The Risk of Business Transformation: Change or Die
How do you change a disparate, outdated IT infrastructure – in a company with 70,000 employees in 50 countries – into a best-in-class standardized IT landscape?
With a plan that can fundamentally change global business, say the authors of a recent article in 360° – the Business Transformation Journal. The article, entitled “Transformation towards the Future,” describes how a major consumer goods company recently undertook such a project – a transformation that is the largest in its history and perhaps the largest in its industry.
When the company’s future is at stake…
The organization, which asked to be anonymous, undertook this task not because it wanted a slight improvement here or there. It did so because the whole future of the company was at high risk. The company knew that a reduction in yearly costs of $250 million and the closing down of a few business units was a start – but not enough.
Company executives recognized that a cultural change was needed – one that did away with long-standing traditions, processes, and practices that were holding the organization back, particularly in the areas of customer service and operational performance.
The company had IT systems that should have been replaced 10 years ago, along with different infrastructures in various countries, and unique, highly specific systems for different countries and business units. Several acquisitions and disparate data, roles, and processes made it difficult to effectively respond to customer demands and international cost pressures.
To that end, the company undertook what is nick-named “Speeding!” for an initiative that would include a state-of-the-art IT system, standardized processes around the world, and a new dedicated customer service organization.
High demands for a best-in-class solution
The company believes that Speeding! will it achieve better customer service, a higher quality of products and services, and a reduction in costs.
The specific goals for the company’s IT transformation were many, including:
- Efficient management of the all logistical, financial, and B2B processes internationally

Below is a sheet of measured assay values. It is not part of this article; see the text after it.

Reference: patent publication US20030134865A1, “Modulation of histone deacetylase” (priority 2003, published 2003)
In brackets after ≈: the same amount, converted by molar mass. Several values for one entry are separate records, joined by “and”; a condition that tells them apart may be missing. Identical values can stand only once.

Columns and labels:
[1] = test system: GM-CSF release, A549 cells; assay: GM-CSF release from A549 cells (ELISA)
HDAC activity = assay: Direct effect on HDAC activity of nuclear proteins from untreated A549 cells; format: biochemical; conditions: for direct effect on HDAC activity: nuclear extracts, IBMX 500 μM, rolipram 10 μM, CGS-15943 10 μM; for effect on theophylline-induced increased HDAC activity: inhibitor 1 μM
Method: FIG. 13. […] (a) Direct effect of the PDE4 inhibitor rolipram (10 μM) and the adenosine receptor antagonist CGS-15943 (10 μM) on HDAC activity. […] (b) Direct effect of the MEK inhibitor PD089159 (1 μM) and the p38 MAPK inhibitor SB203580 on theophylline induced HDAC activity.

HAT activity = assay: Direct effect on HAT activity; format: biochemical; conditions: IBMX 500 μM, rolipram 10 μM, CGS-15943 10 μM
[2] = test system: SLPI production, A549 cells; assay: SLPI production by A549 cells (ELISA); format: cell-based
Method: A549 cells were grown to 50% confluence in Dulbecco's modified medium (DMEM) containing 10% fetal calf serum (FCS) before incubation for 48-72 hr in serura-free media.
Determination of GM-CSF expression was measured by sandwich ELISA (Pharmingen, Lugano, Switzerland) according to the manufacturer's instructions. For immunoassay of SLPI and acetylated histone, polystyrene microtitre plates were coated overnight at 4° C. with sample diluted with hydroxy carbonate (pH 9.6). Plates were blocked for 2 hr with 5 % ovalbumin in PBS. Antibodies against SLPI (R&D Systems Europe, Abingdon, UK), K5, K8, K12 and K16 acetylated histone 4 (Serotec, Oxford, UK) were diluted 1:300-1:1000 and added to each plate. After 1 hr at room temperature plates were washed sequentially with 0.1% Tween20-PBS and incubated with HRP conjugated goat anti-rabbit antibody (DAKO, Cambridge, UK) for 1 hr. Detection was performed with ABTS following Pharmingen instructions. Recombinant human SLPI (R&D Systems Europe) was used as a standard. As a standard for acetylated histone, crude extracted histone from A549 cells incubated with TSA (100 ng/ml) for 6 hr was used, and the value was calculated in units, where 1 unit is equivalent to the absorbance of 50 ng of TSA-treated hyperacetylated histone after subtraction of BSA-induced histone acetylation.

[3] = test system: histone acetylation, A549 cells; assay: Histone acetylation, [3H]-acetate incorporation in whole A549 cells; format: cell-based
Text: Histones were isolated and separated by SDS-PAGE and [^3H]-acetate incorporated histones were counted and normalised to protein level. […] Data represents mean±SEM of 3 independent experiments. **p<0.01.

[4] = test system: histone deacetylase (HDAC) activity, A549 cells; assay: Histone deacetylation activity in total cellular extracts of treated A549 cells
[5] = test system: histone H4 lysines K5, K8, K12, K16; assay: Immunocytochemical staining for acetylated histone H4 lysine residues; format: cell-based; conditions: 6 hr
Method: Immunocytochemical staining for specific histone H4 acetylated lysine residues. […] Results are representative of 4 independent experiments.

- Immediate quantifiable benefits
- Ability to analyze massive amounts of data to drive key performance indicators in real time
- Auditing and regulatory compliance
- A reduced total cost of ownership
- Easier implementation of technological innovations
And perhaps one of the most demanding requirements was the ability to accommodate the company’s business and market needs in the future.
The company worked with industry-leading vendors to build an IT system that was best-in class, with a robust and modular design. It is employing a proven holistic framework for business transformation, services, rapid-deployment solutions, and a high level of support to help it meet an aggressive timeline for the project.
Building success, country by country
The Speeding! initiative is a four-year process that has entailed careful planning and holistic transformation management, as well as a close alignment with the company’s corporate strategy. Business and change leads have been set up regionally and for specific markets to help manage the rollout.
With the focus on a smooth, non-disruptive rollout, pilots countries have gone live on the new platform, while there are temporary solutions for older processes and patchwork IT systems as a short-term fix.
While confidence is high regarding the success of this initiative, there is still fear in both executives and employees that it may not work.
For now, optimism is the driving force and it seems to be working.
To get more details on this company’s business transformation, access the full article on page 54 of Issue 10 of 360° – the Business Transformation Journal. This publication is produced by the Business Transformation Academy, a thought leadership network devoted to providing cutting-edge insights on innovation and business transformation. For more business transformation articles on the SAP Community Network, please visit the 360° – the Business Transformation Journal library.